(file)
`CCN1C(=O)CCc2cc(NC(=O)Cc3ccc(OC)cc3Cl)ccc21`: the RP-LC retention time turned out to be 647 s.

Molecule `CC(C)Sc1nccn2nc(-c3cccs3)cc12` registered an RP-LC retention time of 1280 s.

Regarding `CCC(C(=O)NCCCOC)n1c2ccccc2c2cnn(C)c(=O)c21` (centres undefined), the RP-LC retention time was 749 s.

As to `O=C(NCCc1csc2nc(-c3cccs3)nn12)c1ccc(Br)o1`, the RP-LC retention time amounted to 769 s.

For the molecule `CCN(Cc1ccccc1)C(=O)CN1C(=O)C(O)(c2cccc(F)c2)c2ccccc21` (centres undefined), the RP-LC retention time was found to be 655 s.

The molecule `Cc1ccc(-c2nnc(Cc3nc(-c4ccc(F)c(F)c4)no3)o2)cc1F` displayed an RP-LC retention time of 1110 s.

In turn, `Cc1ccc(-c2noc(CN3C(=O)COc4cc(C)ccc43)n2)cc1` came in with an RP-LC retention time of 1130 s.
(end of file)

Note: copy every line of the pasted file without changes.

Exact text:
`CCN1C(=O)CCc2cc(NC(=O)Cc3ccc(OC)cc3Cl)ccc21`: the RP-LC retention time turned out to be 647 s.

Molecule `CC(C)Sc1nccn2nc(-c3cccs3)cc12` registered an RP-LC retention time of 1280 s.

Regarding `CCC(C(=O)NCCCOC)n1c2ccccc2c2cnn(C)c(=O)c21` (centres undefined), the RP-LC retention time was 749 s.

As to `O=C(NCCc1csc2nc(-c3cccs3)nn12)c1ccc(Br)o1`, the RP-LC retention time amounted to 769 s.

For the molecule `CCN(Cc1ccccc1)C(=O)CN1C(=O)C(O)(c2cccc(F)c2)c2ccccc21` (centres undefined), the RP-LC retention time was found to be 655 s.

The molecule `Cc1ccc(-c2nnc(Cc3nc(-c4ccc(F)c(F)c4)no3)o2)cc1F` displayed an RP-LC retention time of 1110 s.

In turn, `Cc1ccc(-c2noc(CN3C(=O)COc4cc(C)ccc43)n2)cc1` came in with an RP-LC retention time of 1130 s.